Americans are always looking to save money on gas or transportation costs in general. The good news is that many cost-saving measures are also great for the environment. Cars and trucks are to blame for nearly one-fifth of all U.S. emissions, releasing 24 pounds of carbon dioxide and other greenhouse gases for every gallon of gasoline. Though California’s biennial smog tests have made a huge difference since the 1970s, Los Angeles still had 94 “smog days” in 2014. These are days when pollutants in the air exceeded federal regulation standards, largely due to emissions from vehicles.
Improving fuel economy is one of the best methods for reducing the huge carbon footprint caused by American cars. From your choice of vehicle to keeping it in good working condition, there are plenty of easy ways to cut costs as well as emissions. Here are four green tips to save drivers money.
1. Stop driving so much
Drivers, relative to those who used other modes of transit, create an incredible amount of pollution in addition to spending a lot of money. If you aren’t able to completely give up driving, you can save money and the environment by finding ways to drive less, such as combining errands, carpooling with friends, staying in your neighborhood, or altering your daily commute. According to a 2013 report by the Natural Resources Defense Council (NRDC), a single commuter who integrates carpooling, public transit, and telecommuting into his or her daily routine could save more than $1,800 annually. If 25% percent of Americans adopted one of these alternative commuting choices, annual transportation greenhouse gas emissions could be reduced by 3% to 12% and transportation fuel use could be reduced by billions of gallons.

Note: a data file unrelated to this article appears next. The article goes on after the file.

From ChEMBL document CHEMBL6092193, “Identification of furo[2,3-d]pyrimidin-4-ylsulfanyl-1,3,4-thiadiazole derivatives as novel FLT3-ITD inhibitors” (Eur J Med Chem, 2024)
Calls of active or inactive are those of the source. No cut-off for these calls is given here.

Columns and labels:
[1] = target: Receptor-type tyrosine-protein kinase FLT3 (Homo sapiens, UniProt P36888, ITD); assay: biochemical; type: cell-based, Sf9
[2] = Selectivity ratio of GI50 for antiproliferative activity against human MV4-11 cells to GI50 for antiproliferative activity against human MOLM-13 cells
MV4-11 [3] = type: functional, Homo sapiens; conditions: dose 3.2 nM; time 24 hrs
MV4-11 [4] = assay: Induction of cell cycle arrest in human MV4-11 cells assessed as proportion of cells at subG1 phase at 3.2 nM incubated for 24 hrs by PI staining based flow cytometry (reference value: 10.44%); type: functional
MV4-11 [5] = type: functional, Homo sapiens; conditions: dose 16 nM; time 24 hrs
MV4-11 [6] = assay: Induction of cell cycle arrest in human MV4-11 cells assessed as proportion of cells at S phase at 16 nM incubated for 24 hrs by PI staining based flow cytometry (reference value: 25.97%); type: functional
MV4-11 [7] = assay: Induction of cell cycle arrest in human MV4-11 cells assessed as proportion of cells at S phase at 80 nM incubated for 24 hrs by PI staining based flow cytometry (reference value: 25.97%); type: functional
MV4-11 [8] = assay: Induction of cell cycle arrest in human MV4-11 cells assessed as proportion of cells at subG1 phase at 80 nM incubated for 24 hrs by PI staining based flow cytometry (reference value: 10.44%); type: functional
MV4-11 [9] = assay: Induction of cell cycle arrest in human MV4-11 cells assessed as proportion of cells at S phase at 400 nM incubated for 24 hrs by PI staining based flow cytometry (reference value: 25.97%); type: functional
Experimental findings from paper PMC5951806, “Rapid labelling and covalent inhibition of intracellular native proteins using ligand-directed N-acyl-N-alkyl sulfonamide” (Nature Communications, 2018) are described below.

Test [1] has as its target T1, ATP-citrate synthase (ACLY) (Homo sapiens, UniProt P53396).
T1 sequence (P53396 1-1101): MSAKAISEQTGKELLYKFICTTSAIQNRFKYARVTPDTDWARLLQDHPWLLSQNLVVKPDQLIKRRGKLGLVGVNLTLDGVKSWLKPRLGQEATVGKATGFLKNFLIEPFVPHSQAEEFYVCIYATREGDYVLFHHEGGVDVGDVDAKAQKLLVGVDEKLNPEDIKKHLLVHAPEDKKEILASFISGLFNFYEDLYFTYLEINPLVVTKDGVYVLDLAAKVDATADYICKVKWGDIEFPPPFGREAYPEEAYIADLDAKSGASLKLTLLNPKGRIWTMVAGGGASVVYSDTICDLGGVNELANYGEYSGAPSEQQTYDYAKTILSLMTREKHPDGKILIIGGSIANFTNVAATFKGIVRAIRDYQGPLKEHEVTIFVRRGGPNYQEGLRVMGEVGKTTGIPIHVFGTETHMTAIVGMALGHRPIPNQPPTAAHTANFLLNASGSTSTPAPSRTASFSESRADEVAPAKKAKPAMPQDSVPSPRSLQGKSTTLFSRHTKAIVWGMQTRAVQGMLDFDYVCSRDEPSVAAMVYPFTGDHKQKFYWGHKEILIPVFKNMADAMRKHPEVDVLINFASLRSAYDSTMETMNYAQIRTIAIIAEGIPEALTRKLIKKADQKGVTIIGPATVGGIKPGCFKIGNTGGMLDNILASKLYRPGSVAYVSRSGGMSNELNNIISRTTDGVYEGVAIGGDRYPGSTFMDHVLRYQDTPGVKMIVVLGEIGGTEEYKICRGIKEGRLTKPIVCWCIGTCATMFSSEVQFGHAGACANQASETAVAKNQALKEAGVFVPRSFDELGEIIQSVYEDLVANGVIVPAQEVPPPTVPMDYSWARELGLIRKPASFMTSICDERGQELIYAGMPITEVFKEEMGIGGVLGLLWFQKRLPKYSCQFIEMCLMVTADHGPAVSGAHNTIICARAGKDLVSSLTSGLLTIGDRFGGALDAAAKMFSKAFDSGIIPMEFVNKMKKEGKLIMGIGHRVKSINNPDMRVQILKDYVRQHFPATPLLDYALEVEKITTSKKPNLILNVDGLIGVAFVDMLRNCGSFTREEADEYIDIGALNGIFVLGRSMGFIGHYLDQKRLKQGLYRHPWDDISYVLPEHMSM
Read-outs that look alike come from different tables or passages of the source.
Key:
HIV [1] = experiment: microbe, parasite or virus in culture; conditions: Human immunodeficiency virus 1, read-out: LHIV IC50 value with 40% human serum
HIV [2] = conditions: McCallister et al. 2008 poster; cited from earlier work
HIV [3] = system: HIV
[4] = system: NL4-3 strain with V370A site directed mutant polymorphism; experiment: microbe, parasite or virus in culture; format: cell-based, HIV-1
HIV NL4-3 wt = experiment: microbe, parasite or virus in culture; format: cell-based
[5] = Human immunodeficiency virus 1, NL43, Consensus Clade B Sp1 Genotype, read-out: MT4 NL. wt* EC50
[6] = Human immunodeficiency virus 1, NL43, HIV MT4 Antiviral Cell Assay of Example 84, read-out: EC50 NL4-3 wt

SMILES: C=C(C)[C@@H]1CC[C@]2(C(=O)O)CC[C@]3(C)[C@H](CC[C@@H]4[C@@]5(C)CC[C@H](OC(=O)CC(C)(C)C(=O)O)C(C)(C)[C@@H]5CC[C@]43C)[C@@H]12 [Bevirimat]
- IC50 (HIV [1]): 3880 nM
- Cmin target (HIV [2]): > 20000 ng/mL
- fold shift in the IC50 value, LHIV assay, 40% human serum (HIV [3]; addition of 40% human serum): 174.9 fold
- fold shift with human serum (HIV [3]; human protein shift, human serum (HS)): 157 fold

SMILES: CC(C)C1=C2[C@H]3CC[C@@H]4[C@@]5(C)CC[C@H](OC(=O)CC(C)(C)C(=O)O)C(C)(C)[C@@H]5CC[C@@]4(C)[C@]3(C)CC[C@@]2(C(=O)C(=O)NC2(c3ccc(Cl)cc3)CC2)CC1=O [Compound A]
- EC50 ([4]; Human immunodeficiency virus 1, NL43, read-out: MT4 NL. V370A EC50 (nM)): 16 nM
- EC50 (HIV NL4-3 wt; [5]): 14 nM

2. Drive a fuel-efficient vehicle
Choosing a car that gets 20 MPG rather than 30 MPG can cost $645 more per year, according to the EPA. That amounts to $3,225 in extra fuel costs over five years. Electric vehicles and hybrids are an eco-friendly, money-saving choice, and they can even get you a better deal on car insurance. If you are looking at cheaper price brackets, manual vehicles also tend to be more fuel-efficient and are easier to find used than hybrids or electric cars. You can also try the “find a car” tool at fueleconomy.gov to search vehicles by MPG.
3. Change the way you drive
Fueleconomy.gov identifies a number of ways you can improve your car’s efficiency by changing how you drive. Avoid idling, riding the brakes, excess weight, speeding, and hauling cargo on your roof, which impacts wind resistance. Even simply driving more smoothly, rather than jerking to a stop and start, can save a significant amount of gas. Cruise control is an efficient choice for highway driving, and turning off the A/C makes a major difference. Today, there are even mobile apps available to help you drive in a manner that increases your fuel economy.
4. Take good care of your car
In addition to extending the life of your car and improving its performance, regular auto maintenance and repairs save drivers money in the long run. According to the EPA, routine maintenance including changing the air filter, changing the oil, proper alignment, and keeping tires correctly inflated can improve fuel efficiency by as much as 19%. A broken or missing gas cap can also cost drivers a lot of money. A significant amount of gasoline is actually vaporized if your gas cap doesn’t fit correctly, and that’s hard on both your wallet and the environment. Faulty sensors, such as the oxygen sensor, could be affecting your fuel economy as well, so don’t ignore your car’s check engine light.
For more information on sustainable driving practices, check out The Eco Driver’s Manual, published by The Auto Alliance.